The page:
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Sequim woman to facilitate discussion on Death with Dignity Act
Dawna Zullo, a retired Army colonel, former Los Angeles County Sheriff's deputy and Sequim resident, will lead the discussion.
Zullo said her 27 years in Army counter-espionage and her service with the sheriff's office saw many undignified and inhumane situations surrounding end of life issues.
"There has to be a way to exclude this kind of suffering," she said she remembers thinking.
Washington's Death with Dignity Act was passed in November 2008 and allows lethal doses of medication to be requested by adults determined to be terminally ill with less than six months to live.
Last year 63 prescriptions for the medication were filled but only 36 were used, Zullo said. Of the 36 used, 94 percent lived west of the Cascades and 21 percent lived on the North Olympic Peninsula.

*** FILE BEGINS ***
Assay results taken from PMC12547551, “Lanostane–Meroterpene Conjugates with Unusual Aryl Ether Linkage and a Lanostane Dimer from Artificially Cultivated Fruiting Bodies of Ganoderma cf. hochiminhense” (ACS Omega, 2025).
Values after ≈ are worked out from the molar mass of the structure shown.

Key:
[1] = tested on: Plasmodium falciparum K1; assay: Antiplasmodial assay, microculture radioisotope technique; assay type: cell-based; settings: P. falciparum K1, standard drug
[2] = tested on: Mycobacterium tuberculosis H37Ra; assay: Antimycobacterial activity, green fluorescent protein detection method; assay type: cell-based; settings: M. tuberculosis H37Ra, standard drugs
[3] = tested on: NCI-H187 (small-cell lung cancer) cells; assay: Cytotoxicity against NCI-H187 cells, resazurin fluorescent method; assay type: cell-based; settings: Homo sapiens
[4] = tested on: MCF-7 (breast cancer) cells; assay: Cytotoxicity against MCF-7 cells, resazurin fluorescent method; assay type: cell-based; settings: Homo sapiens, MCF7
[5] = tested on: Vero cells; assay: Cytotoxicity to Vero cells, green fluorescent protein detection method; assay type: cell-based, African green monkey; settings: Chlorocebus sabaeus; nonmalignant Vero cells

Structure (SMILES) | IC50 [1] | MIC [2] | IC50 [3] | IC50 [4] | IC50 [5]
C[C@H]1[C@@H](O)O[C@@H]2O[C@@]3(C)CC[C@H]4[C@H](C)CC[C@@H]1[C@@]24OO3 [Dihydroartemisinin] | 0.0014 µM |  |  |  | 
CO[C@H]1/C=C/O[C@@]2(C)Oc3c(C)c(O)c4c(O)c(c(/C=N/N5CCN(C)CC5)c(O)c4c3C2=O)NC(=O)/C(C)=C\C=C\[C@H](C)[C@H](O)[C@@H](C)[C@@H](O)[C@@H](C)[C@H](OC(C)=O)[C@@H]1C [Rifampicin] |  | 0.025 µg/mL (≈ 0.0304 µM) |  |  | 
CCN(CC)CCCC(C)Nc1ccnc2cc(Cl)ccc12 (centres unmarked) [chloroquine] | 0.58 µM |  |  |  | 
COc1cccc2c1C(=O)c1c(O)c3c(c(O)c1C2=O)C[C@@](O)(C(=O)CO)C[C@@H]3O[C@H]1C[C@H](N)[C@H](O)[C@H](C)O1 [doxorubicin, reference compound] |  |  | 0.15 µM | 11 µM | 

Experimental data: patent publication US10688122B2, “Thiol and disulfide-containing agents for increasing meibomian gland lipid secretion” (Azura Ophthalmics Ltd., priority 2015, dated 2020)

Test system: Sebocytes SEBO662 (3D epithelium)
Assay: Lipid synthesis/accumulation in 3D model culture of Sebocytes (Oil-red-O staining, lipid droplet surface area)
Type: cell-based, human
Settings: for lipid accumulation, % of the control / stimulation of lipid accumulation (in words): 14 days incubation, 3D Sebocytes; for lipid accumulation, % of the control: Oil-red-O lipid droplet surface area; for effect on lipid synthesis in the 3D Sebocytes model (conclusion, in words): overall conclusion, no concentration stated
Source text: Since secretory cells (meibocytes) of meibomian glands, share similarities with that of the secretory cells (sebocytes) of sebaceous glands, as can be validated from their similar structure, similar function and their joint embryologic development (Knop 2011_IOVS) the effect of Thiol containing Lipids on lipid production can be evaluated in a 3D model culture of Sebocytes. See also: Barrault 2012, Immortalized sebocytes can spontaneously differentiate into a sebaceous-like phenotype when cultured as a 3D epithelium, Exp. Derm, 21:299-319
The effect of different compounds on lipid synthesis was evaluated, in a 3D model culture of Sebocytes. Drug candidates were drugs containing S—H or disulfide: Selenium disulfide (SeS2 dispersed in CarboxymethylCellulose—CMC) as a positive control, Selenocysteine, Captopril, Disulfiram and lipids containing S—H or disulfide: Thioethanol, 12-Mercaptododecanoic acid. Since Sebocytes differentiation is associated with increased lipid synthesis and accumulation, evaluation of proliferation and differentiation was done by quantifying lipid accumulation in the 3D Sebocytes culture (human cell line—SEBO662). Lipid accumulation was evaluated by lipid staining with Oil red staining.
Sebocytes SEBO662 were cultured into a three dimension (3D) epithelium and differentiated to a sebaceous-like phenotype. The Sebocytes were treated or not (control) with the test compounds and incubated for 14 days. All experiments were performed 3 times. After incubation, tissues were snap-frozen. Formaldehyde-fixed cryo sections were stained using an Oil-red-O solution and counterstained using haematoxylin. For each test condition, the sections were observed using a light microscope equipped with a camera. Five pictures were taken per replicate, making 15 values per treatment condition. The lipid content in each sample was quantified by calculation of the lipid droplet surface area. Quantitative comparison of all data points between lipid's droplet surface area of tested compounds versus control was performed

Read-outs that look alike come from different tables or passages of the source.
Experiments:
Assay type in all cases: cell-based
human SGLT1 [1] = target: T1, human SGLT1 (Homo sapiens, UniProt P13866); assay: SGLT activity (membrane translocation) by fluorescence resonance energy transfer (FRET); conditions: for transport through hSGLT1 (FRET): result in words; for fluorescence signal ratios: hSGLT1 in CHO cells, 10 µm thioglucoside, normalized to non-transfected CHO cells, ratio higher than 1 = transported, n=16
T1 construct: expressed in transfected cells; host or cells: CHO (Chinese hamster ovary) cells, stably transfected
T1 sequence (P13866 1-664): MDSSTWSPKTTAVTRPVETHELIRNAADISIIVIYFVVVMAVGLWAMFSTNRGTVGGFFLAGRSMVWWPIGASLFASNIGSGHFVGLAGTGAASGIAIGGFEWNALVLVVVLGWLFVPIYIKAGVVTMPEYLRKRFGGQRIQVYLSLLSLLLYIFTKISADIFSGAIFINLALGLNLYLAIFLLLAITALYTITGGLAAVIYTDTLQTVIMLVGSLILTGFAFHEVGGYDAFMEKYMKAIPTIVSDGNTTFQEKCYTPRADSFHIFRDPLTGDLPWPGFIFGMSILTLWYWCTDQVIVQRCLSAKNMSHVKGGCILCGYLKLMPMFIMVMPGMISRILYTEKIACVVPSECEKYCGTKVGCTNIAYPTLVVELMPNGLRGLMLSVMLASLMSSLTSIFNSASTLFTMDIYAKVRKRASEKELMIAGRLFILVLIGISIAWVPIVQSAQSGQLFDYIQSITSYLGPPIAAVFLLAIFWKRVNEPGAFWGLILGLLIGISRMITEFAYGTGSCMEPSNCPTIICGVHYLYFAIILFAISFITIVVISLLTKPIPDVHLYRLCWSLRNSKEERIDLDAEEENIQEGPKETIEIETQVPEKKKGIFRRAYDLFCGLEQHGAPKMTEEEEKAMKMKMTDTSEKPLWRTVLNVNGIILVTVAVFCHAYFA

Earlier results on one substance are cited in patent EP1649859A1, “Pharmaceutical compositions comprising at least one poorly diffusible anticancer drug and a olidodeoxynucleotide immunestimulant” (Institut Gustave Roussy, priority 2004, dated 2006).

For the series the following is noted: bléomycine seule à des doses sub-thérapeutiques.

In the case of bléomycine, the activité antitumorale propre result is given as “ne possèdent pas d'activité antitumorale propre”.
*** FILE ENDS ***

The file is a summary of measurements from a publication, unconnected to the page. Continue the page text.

Zullo said the discussions she hosts serve to educate people on the law and put misconceptions to rest.
The process to get the medication is detailed, she said. First the patient must be 18 years or older, deemed mentally competent, diagnosed as terminally ill with six months or less to live by two different doctors, and the patient must make two oral requests for the medication 15 days apart, she said.
"One thing we talk about is the law has decriminalized the act simply because these people do not have the choice of life," she said. "They have the choice of a good death or a bad death."
Opponents of the law call it assisted suicide and say doctors shouldn't be the agents of death.
Zullo said she doesn't mind having conversations with people opposing the law but the people in attendance normally are glad to have choices.
"The most common thing I hear (at the discussions) is 'My family begged me to help and I couldn't,'" she said. "'There was nothing I could do.'"
The discussion on Washington's Death with Dignity Act will be held at 6:30 p.m. on Aug. 17 at the Sequim Library, 630 N. Sequim Ave. For more information, call Compassion and Choices of Washington at 877-222-2816.